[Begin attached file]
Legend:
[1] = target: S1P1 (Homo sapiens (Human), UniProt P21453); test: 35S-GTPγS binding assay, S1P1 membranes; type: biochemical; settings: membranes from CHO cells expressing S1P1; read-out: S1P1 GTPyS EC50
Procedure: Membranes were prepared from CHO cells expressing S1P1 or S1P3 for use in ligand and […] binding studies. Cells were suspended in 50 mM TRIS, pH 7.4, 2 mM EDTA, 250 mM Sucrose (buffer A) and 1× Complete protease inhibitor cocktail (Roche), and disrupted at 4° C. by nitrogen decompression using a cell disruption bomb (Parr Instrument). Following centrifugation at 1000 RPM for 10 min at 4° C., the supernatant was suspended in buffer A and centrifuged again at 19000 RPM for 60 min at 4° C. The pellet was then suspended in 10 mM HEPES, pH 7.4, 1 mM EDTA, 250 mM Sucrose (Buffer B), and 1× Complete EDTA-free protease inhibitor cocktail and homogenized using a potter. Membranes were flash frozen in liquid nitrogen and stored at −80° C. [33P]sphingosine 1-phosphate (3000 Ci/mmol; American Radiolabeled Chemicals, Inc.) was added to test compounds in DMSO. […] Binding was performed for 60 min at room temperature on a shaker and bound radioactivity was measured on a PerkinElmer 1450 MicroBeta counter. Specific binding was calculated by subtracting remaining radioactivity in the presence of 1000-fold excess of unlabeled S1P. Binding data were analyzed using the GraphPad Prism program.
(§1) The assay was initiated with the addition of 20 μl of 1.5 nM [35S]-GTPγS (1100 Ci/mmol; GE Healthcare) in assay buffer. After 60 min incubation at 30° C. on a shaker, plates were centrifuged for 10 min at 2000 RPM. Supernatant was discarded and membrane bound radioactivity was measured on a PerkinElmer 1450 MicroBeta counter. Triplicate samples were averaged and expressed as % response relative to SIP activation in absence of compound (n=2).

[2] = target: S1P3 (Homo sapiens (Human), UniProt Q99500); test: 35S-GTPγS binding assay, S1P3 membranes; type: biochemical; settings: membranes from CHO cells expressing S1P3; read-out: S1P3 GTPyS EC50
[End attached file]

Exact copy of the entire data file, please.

Legend:
[1] = target: S1P1 (Homo sapiens (Human), UniProt P21453); test: 35S-GTPγS binding assay, S1P1 membranes; type: biochemical; settings: membranes from CHO cells expressing S1P1; read-out: S1P1 GTPyS EC50
Procedure: Membranes were prepared from CHO cells expressing S1P1 or S1P3 for use in ligand and […] binding studies. Cells were suspended in 50 mM TRIS, pH 7.4, 2 mM EDTA, 250 mM Sucrose (buffer A) and 1× Complete protease inhibitor cocktail (Roche), and disrupted at 4° C. by nitrogen decompression using a cell disruption bomb (Parr Instrument). Following centrifugation at 1000 RPM for 10 min at 4° C., the supernatant was suspended in buffer A and centrifuged again at 19000 RPM for 60 min at 4° C. The pellet was then suspended in 10 mM HEPES, pH 7.4, 1 mM EDTA, 250 mM Sucrose (Buffer B), and 1× Complete EDTA-free protease inhibitor cocktail and homogenized using a potter. Membranes were flash frozen in liquid nitrogen and stored at −80° C. [33P]sphingosine 1-phosphate (3000 Ci/mmol; American Radiolabeled Chemicals, Inc.) was added to test compounds in DMSO. […] Binding was performed for 60 min at room temperature on a shaker and bound radioactivity was measured on a PerkinElmer 1450 MicroBeta counter. Specific binding was calculated by subtracting remaining radioactivity in the presence of 1000-fold excess of unlabeled S1P. Binding data were analyzed using the GraphPad Prism program.
(§1) The assay was initiated with the addition of 20 μl of 1.5 nM [35S]-GTPγS (1100 Ci/mmol; GE Healthcare) in assay buffer. After 60 min incubation at 30° C. on a shaker, plates were centrifuged for 10 min at 2000 RPM. Supernatant was discarded and membrane bound radioactivity was measured on a PerkinElmer 1450 MicroBeta counter. Triplicate samples were averaged and expressed as % response relative to SIP activation in absence of compound (n=2).

[2] = target: S1P3 (Homo sapiens (Human), UniProt Q99500); test: 35S-GTPγS binding assay, S1P3 membranes; type: biochemical; settings: membranes from CHO cells expressing S1P3; read-out: S1P3 GTPyS EC50